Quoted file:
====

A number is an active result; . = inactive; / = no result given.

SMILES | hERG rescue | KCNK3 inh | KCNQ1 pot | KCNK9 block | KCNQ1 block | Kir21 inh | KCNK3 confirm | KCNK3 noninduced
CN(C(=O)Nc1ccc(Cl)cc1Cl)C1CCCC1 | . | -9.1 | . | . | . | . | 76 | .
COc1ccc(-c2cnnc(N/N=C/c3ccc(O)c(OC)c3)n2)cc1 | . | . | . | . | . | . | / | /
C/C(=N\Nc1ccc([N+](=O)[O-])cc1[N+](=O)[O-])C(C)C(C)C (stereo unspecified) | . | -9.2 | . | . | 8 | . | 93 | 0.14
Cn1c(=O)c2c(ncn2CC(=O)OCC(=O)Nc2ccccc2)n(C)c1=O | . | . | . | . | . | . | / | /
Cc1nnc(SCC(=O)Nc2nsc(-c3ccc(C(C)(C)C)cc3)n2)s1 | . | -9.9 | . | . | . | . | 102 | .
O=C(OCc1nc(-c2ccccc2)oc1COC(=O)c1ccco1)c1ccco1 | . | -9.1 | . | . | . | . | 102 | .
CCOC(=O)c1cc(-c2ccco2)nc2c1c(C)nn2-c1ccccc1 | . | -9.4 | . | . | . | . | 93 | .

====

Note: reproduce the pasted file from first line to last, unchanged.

A number is an active result; . = inactive; / = no result given.

SMILES | hERG rescue | KCNK3 inh | KCNQ1 pot | KCNK9 block | KCNQ1 block | Kir21 inh | KCNK3 confirm | KCNK3 noninduced
CN(C(=O)Nc1ccc(Cl)cc1Cl)C1CCCC1 | . | -9.1 | . | . | . | . | 76 | .
COc1ccc(-c2cnnc(N/N=C/c3ccc(O)c(OC)c3)n2)cc1 | . | . | . | . | . | . | / | /
C/C(=N\Nc1ccc([N+](=O)[O-])cc1[N+](=O)[O-])C(C)C(C)C (stereo unspecified) | . | -9.2 | . | . | 8 | . | 93 | 0.14
Cn1c(=O)c2c(ncn2CC(=O)OCC(=O)Nc2ccccc2)n(C)c1=O | . | . | . | . | . | . | / | /
Cc1nnc(SCC(=O)Nc2nsc(-c3ccc(C(C)(C)C)cc3)n2)s1 | . | -9.9 | . | . | . | . | 102 | .
O=C(OCc1nc(-c2ccccc2)oc1COC(=O)c1ccco1)c1ccco1 | . | -9.1 | . | . | . | . | 102 | .
CCOC(=O)c1cc(-c2ccco2)nc2c1c(C)nn2-c1ccccc1 | . | -9.4 | . | . | . | . | 93 | .